Developing machine learning tools to rapidly assess the catastrophic impact of a range-extending sea urchin in a global warming hotspot

A close-up image sea urchins, showcasing spines
Sonia Kowsar, Unsplash

PI and co-PIs: Arie Spyksma (University of Auckland); Kelsey Miller (University of Auckland); Katerina Taskova (The University of Auckland); John Keane (University of Tasmania); Nicholas Perkins (University of Tasmania); Ariell Friedman (Greybits Engineering)

Funding amount: $131,000

Project overview: Climate change is leading to rapid changes in species distributions and corresponding changes to ecosystems. In Australia and New Zealand, climate-induced sea urchin population growth poses a significant threat to kelp-dominated reefs. To address the threat, this project aims to develop machine learning algorithms that can rapidly analyze underwater imagery to assess sea urchin expansion and kelp decline. This work will provide essential data for proactive ecosystem management and potentially serve as a foundation for similar projects worldwide.

Full abstract:

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Kelp forests are among the most productive ecosystems on Earth, but climate-driven impacts are causing wide-spread kelp habitat loss, declines in biodiversity and reduced ecosystem services. The climate-driven range expansion of the longspined sea urchin, Centrostephanus rodgersii, is the most urgent threat to kelp-dominated reefs in south-eastern Australia. Rapid proliferation of urchin barrens has driven biodiversity losses, threatens economically important fisheries, and has downgraded the social, cultural and economic values of this vital ecosystem. Longspined sea urchins also threaten kelp forests in New Zealand; however, the extent of the damage is unknown. Responding to this threat by preventing sea urchin overgrazing can be effective and affordable but is currently unachievable in New Zealand due to data deficiencies. Assessing this specie’s impact requires the collection and analysis of underwater imagery spanning tens to hundreds of kilometres of reef. However, manual image annotation and analysis makes this process incredibly slow. The high contrast of sea urchins on barren reef makes this an ideal candidate for modern computer vision solutions based on machine learning (ML) algorithms to dramatically improve annotation and analysis, and provide timely information required for proactive management. Using existing image-based monitoring data we will develop ML algorithms to rapidly analyse the extent of kelp decline and barren expansion in New Zealand and make inference regarding the success of management actions in Australia. This project will generate ML algorithms that can be easily used, shared, and repurposed, laying the foundations for further climate related ML development within kelp forest ecosystems globally.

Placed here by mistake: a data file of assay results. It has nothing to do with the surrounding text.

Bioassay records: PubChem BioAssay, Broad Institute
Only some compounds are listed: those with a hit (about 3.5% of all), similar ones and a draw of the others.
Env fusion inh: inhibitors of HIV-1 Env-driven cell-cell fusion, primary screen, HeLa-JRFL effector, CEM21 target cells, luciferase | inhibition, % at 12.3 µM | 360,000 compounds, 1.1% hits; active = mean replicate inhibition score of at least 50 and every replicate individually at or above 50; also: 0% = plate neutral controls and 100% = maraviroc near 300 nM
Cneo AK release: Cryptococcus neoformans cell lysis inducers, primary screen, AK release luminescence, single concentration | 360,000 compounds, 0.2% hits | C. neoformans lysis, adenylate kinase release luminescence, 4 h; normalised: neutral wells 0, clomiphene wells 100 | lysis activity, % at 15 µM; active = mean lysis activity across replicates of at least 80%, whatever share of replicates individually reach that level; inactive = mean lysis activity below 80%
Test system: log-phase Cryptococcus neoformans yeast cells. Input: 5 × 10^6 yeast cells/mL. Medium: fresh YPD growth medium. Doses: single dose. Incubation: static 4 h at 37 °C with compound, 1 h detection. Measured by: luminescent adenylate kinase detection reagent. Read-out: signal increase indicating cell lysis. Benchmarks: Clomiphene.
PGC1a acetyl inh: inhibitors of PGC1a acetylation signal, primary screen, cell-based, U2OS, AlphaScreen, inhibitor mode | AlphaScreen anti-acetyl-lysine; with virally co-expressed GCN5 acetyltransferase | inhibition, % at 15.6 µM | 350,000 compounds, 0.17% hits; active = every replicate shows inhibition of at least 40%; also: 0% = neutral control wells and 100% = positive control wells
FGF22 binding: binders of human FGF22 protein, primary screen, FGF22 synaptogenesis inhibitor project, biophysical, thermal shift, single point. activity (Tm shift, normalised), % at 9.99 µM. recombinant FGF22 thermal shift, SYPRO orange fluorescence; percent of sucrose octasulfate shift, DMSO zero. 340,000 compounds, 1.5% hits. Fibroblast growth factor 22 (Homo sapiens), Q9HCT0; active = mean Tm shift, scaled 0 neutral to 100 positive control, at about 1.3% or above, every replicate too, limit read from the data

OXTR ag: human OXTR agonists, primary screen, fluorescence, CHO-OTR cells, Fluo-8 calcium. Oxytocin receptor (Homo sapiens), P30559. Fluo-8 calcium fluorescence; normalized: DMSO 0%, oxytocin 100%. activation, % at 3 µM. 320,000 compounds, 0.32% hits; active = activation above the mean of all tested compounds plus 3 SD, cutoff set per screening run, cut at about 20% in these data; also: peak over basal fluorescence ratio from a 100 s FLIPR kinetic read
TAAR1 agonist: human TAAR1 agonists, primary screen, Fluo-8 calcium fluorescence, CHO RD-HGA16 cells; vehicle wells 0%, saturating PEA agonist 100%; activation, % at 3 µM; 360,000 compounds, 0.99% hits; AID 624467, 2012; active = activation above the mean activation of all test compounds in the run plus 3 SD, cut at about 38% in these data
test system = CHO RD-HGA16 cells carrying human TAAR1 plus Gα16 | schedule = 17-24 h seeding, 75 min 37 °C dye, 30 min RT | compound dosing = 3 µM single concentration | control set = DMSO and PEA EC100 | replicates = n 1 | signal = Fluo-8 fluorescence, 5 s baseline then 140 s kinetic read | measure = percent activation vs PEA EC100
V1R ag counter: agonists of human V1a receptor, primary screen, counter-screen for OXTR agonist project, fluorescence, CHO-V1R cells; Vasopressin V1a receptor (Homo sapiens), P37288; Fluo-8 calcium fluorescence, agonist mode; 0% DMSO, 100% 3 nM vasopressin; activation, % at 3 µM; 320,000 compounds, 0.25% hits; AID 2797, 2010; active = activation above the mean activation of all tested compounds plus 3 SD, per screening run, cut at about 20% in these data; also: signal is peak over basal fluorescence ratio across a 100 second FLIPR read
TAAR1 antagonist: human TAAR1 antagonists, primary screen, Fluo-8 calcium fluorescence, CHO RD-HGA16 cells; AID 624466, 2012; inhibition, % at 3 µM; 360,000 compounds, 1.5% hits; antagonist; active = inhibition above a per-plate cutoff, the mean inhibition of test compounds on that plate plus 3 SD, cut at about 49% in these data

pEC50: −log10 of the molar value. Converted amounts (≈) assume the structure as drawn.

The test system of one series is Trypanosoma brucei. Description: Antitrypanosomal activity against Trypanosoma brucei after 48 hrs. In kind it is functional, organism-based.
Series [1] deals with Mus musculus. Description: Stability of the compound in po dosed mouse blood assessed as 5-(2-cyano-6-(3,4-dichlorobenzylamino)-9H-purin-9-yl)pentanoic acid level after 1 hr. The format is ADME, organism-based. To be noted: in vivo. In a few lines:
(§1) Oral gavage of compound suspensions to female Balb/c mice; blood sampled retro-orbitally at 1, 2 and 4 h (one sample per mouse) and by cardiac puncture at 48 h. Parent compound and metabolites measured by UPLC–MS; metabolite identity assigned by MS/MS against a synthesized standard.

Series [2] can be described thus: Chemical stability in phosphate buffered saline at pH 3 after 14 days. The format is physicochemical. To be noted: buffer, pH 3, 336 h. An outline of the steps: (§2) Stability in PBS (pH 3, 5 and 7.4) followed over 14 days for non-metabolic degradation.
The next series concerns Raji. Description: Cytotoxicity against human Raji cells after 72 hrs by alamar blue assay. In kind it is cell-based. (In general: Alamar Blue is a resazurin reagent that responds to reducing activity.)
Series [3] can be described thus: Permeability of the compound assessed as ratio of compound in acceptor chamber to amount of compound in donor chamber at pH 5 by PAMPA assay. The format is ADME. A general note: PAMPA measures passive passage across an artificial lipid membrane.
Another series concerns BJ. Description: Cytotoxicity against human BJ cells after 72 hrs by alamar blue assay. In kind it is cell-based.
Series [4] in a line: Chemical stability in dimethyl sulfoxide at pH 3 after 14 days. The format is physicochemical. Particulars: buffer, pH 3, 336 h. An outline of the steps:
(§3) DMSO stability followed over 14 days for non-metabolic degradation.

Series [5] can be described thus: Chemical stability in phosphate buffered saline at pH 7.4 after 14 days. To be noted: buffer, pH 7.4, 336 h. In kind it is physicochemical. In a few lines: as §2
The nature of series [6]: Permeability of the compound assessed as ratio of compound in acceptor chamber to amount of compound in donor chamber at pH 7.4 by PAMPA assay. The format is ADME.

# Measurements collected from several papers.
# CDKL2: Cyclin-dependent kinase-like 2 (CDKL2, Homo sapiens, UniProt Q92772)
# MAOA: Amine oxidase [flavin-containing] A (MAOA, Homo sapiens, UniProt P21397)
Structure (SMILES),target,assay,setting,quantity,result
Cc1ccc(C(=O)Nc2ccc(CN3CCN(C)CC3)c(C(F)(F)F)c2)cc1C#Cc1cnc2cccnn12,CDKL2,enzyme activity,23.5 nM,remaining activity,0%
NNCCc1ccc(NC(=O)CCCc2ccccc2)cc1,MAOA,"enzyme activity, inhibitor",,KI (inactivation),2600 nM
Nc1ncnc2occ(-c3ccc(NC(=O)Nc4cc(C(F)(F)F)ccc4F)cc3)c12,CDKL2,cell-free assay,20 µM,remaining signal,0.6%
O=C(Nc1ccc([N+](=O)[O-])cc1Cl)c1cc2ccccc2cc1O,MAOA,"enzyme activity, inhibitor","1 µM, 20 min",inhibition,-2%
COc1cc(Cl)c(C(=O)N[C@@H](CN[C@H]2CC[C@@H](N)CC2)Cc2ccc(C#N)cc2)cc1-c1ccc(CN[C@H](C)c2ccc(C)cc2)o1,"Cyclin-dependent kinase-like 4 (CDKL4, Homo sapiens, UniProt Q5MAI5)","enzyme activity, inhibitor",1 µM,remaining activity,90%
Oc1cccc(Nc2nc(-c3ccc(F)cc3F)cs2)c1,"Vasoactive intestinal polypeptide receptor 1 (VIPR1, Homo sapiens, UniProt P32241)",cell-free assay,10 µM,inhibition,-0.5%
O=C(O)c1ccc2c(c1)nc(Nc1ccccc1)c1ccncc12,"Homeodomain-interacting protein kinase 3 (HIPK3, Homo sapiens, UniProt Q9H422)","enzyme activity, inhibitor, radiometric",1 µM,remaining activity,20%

Oceans & Marine Systems Interpretable ML